On the one hand, these results might seem disheartening. Despite over a decade of widespread attention to the systems aspects of patient safety—in major medical journals, educational curricula, and improvement projects at local, regional and national levels—a significant subset of respondents appear to hold on to the traditional view that errors generally reflect individual incompetence rather than, for instance, predictable results of poorly designed systems. On the other hand, that junior doctors tended not to hold this view may attest to the effectiveness of the various educational efforts related to patient safety and quality improvement. These efforts may not have had as much impact as one would have liked on senior trainees, but the fact that the most junior trainees evince the desired understanding of individual fallibility and the causes medical error may suggest that educational efforts are succeeding. That these views vary across specialties highlights the need to tailor educational programmes to the clinical audience (and apparently to the grade of training as well).
Building on current successes
In the London Darzi Programme, doctors in training work for a year with a senior medical managers on system change; a quality improvement project and work with their organisations to increase capacity for locally based leadership training and are supported by a bespoke leadership course.9 This programme has now been extended to other clinical professionals. The North West Deanery has developed a programme, the North West Buddy Scheme (where doctors rotate between managerial and clinical posts). All of these programmes seem to have wide-ranging benefits with evidence that they reach beyond the individuals directly involved and feedback has been universally positive. Moreover, the enthusiasm and energy of doctors who have participated in these programmes has inspired many others to set up smaller local initiatives. Indeed, it seems that no longer are doctors in training prepared to wait to be ‘invited to step up to into (organisational) roles’ and some are now acting as ‘agents of change’ and developing their own improvement initiatives10—for example, Prepare to Lead, which pairs junior doctors with senior manager mentors.
Doctors in training are also addressing other elements crucial to embedding quality improvement within training and the workplace. Traditionally, doctors in training in the UK have had to undertake ‘audits’ as part of their annual assessments. Now, through the work of doctors in training who understand what it takes to make change, this is being amended in curricula to ‘quality improvement work’. Support of senior doctors and managers is hugely important and has helped many of these initiatives. However, this is balanced by the problems that some doctors in training face when working with senior colleagues who, unlike them, have not had training in organisational change and quality improvement. This has stimulated trainees to lead the creation of training programmes for more senior colleagues to help bridge this gap. Perhaps though this needs to go further, to include supporting those in educational supervision roles so that they can help to act as conduits for escalating and resolving issues that arise during doctors in training's efforts at improvement.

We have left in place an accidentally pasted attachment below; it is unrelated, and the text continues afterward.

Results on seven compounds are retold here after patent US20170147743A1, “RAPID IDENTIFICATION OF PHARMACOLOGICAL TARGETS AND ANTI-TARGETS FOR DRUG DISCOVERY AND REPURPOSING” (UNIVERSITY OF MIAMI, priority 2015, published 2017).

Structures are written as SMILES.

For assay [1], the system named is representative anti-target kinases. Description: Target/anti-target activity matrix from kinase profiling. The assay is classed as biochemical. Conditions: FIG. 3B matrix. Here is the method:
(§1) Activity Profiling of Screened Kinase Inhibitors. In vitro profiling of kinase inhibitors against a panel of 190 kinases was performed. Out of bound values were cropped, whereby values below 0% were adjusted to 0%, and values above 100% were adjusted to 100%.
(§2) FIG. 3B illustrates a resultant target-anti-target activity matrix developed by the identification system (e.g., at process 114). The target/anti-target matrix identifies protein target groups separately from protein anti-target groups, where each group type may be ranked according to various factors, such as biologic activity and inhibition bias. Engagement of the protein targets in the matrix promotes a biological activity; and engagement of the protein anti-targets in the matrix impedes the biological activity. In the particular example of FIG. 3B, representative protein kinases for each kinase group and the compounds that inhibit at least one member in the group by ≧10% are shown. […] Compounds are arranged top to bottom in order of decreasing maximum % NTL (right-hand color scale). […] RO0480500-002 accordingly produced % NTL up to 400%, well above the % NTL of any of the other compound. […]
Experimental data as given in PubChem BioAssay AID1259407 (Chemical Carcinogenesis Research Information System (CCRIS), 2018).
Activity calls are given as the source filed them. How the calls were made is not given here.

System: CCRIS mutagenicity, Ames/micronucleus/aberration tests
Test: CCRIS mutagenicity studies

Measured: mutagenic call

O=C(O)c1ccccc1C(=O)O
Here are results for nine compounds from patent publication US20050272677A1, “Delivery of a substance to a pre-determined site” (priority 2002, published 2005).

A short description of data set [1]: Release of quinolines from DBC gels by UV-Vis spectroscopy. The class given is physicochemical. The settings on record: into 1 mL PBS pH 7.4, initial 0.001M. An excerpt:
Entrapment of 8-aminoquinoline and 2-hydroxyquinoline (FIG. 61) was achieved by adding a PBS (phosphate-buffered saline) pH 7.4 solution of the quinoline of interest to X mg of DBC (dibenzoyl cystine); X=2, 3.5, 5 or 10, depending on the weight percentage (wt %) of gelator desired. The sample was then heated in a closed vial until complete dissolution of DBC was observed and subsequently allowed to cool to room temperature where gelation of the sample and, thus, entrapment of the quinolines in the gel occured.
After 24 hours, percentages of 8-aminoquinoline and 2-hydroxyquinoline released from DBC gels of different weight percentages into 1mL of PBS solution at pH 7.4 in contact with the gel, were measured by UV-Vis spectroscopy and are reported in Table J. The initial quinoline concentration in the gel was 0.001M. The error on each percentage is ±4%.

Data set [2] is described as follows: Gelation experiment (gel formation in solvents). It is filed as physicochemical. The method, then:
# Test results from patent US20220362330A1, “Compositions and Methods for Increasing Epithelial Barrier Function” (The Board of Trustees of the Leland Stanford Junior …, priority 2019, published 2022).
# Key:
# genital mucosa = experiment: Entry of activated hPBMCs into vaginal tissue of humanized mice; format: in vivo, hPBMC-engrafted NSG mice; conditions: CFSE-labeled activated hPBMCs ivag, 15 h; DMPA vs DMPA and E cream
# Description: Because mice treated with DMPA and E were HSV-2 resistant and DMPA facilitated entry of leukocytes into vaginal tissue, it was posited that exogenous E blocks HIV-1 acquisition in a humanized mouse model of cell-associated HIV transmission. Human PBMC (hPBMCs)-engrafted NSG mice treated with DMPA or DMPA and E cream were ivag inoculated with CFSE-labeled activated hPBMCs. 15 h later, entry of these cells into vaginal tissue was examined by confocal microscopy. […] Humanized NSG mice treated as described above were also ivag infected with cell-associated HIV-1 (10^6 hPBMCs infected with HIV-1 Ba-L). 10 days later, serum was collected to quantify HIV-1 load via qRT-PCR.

Similarly, in addition to training the trainers about how to do improvement work, future-training efforts need to focus on how to publish improvement work. Recent conferences at which Junior Doctors were able to present their improvement work, such as the Faculty of Medical Leadership and Management Conference have seen a very high response rate. Yet little of this seems to make it into journals, despite guidelines, for example Standards for Quality Improvement Reporting Excellence existing.11 Perhaps, in addition to training around how to do quality improvement, future efforts need to focus on dissemination of learning too.
The financial climate in the NHS is such that to succeed in preserving the NHS ingenuity and a myriad of small improvements are needed. Programmes that maximise doctors in training roles in this work need to be nurtured, however they need to learn from studies such as that of Durani et al, which point out the nuanced different attitudes to improvement that are in existence within the ranks of doctors in training. Early efforts have shown evidence of success, but supporting senior professionals to assist junior efforts, continuing to spread programmes of learning more widely (indeed to include multi-professional approaches) and focusing on how to publish work are perhaps areas for further development. If we fail to utilise the talents and enthusiasm of our doctors in training then we fail current and future patients.
Competing interests None.
Provenance and peer review Commissioned; internally peer reviewed.